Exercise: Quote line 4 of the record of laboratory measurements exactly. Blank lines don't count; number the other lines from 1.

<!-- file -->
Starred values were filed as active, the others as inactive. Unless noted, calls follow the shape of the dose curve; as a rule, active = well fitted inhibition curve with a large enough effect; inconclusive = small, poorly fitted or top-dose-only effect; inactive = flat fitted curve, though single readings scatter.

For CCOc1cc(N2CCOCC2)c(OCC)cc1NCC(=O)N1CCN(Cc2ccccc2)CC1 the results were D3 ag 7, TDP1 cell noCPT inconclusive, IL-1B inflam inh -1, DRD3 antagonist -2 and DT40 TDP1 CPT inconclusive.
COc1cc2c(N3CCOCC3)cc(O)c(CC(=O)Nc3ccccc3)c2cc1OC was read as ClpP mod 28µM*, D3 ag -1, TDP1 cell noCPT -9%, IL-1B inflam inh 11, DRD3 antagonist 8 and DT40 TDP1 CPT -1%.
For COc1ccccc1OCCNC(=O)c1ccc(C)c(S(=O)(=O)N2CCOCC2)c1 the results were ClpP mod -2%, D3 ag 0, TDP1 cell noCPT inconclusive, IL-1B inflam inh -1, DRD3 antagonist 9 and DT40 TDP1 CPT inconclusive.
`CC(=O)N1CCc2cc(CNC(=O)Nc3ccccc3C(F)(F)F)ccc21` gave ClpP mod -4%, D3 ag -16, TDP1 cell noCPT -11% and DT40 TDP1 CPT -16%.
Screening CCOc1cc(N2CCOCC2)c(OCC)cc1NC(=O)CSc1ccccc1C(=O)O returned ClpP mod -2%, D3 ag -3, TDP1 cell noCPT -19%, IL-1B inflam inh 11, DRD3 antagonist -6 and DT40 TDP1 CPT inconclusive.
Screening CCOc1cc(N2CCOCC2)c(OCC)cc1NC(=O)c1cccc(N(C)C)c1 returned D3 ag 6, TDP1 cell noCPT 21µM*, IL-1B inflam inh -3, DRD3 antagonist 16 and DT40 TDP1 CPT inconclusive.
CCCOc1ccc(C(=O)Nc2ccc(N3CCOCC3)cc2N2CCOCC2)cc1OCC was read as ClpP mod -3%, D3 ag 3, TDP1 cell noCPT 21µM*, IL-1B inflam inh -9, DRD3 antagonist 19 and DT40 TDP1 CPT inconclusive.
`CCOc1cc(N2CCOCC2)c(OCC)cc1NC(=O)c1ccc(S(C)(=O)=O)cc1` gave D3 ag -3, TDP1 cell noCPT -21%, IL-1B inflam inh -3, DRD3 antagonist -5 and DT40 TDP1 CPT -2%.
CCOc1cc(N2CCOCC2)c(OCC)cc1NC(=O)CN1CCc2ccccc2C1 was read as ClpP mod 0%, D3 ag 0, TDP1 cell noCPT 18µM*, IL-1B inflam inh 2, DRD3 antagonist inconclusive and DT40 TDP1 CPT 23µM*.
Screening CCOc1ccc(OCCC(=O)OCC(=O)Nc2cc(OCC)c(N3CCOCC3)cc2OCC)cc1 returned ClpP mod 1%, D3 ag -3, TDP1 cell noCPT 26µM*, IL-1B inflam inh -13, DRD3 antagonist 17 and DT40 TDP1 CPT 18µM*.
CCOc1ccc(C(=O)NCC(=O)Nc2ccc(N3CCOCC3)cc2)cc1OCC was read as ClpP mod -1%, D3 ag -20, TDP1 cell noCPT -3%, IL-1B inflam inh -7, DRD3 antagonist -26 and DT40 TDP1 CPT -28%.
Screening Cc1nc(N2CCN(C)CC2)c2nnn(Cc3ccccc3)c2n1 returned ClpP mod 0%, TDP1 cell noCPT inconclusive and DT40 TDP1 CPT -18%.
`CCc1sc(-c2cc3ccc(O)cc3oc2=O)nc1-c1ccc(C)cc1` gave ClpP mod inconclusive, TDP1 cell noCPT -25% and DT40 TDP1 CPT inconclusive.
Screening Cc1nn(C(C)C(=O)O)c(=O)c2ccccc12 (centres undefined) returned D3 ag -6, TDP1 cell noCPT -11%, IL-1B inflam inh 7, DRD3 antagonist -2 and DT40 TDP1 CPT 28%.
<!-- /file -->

For COc1ccccc1OCCNC(=O)c1ccc(C)c(S(=O)(=O)N2CCOCC2)c1 the results were ClpP mod -2%, D3 ag 0, TDP1 cell noCPT inconclusive, IL-1B inflam inh -1, DRD3 antagonist 9 and DT40 TDP1 CPT inconclusive.